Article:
Eschewing the tired clichés about the dignity of suffering, this Oscar-nominated documentary about the lives of paraplegic athletes is refreshingly devoid of mawkishness. The men of this film, devotees all of a brutal, no-holds-barred sport known as wheelchair rugby (or murderball), are no plaster saints; their lovingly detailed descriptions of their pre- and post-injury debauches are enough to make the less hardy among us blush, or blanch. And yet, the athletes, damaged of body, choose to be true to themselves, finding a means of tailoring sport to their now-limited physical capacities.
Directors Henry Alex Rubin and Dana Adam Shapiro tell these athletes' stories simply and forthrightly, unstintingly providing the details of their pasts, their accidents, and their daily lives, leaving out little. To some, this may be too much information on an already-disquieting topic, but "Murderball" refuses to turn away, refuses to take a complex, multi-faceted story and turn it into a Hallmark card.
These men are men like any other, and in acknowledging their limitations, both physical and inter-personal, "Murderball" gives them the dignity of seeing their whole selves onscreen. In rejecting the neutering sympathy of the full of body, in making the most of the limited physical resources left to them, the murderballers are quietly, irrevocably moving.
--By Saul Austerlitz
"Murderball," the name given to the sport of wheelchair rugby by its devotees, is played by quadriplegics with varying degrees of upward mobility. They're a spirited and profanity-prone lot of personalities with traits reminiscent of the everyday high school jock, with a few exceptions thrown in to offset the almost palpable level of testosterone. Before seeing the film, my mind invented an inspiring story of hope, an emotional tale of triumph over adversity. Perhaps this is a trick the mind plays on us; we so easily sympathize with anyone challenged by a physical or mental disability that we expect every wheelchair-bound human being to have some kind of tragic or hope-filled backstory. One solid achievement of "Murderball" is its ability to challenge this misconception.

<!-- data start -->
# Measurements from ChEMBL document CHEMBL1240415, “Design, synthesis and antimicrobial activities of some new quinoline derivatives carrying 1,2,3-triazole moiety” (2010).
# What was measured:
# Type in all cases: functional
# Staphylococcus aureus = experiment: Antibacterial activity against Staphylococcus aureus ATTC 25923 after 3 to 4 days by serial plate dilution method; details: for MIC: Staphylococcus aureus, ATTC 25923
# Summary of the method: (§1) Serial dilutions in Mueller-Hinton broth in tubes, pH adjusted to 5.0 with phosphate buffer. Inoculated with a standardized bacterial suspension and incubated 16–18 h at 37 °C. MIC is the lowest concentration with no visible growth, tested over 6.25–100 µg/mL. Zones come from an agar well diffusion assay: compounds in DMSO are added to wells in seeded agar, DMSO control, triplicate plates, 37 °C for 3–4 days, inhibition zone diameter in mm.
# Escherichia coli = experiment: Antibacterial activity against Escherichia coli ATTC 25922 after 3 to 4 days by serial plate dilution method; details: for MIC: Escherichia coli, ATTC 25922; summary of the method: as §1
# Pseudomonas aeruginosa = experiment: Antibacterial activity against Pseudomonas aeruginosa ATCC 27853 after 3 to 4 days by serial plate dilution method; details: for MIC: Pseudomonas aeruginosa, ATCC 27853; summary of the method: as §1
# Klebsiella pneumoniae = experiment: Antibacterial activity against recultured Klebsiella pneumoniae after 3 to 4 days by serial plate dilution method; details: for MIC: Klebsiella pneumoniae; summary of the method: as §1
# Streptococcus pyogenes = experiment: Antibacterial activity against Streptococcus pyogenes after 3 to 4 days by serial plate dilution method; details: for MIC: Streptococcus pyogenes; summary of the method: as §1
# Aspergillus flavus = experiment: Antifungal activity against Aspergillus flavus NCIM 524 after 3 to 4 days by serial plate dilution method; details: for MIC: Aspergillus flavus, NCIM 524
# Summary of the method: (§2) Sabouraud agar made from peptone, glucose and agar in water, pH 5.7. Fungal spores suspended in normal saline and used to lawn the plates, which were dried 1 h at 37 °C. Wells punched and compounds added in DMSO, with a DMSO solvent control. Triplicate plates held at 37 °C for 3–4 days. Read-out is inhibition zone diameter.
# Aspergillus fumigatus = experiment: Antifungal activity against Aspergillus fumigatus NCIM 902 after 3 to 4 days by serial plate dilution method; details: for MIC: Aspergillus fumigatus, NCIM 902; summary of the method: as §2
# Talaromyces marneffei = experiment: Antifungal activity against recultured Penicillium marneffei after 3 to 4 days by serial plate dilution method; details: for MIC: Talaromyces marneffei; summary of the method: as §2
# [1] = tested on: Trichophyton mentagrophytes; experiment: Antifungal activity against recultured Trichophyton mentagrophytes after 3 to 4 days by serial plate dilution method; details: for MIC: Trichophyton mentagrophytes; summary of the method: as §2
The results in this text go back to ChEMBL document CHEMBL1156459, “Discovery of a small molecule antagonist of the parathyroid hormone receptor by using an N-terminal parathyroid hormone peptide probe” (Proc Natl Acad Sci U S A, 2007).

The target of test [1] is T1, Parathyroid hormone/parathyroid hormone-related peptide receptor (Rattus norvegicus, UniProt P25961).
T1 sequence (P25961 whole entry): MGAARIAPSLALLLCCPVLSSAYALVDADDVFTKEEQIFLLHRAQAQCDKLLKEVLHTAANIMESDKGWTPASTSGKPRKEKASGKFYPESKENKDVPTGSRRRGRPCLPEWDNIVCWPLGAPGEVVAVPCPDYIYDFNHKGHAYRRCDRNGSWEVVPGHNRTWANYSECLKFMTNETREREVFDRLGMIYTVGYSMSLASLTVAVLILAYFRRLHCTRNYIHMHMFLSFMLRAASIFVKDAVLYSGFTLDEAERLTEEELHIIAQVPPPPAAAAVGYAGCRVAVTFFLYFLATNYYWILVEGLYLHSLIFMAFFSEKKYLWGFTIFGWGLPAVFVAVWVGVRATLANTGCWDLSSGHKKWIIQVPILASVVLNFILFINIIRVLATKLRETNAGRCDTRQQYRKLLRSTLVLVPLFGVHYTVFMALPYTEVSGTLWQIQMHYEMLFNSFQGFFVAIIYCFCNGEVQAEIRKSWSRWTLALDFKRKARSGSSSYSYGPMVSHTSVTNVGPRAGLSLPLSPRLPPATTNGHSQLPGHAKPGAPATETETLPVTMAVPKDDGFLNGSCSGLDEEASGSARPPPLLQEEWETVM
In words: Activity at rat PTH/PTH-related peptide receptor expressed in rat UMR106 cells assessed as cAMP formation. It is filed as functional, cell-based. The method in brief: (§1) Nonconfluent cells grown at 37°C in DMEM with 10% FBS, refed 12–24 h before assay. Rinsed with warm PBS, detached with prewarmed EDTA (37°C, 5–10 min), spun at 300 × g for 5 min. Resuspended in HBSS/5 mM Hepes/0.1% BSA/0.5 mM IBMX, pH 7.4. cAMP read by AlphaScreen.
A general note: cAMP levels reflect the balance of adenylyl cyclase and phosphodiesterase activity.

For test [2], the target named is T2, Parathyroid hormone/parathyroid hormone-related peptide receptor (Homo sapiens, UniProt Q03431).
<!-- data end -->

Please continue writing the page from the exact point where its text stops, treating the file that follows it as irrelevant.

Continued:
Sure, some of their stories are heart wrenching, but the players on the United States Paralympic rugby team don't want your sympathy. They want to play the sport they love. And right off the bat, a problematic balance is struck between the players and the game, with athletes' stories interrupting the account of a newly injured quadriplegic, sandwiched between footage of intense and violent competition. The most interesting aspect of this combination is the glaring lack of the kind of affecting compassion usually associated with heartbreaking segments on daytime shows like "Oprah" or newsmagazines like "60 Minutes." Absent are the stirring music and emotionally manipulative editing; the men tell their stories--and that's that.
The film does its best to draw on what little humor exists in tragedy, and the athletes' antics--on-court and off--are entertaining and enlightening. But the film's meandering spotlight on the lives of the players and the brutality of game left me wondering: What is "Murderball" actually about? As entertaining as it was, there remained a noticeable lack of meaning. I knew their stories, but I didn't know the men, or the game for that matter.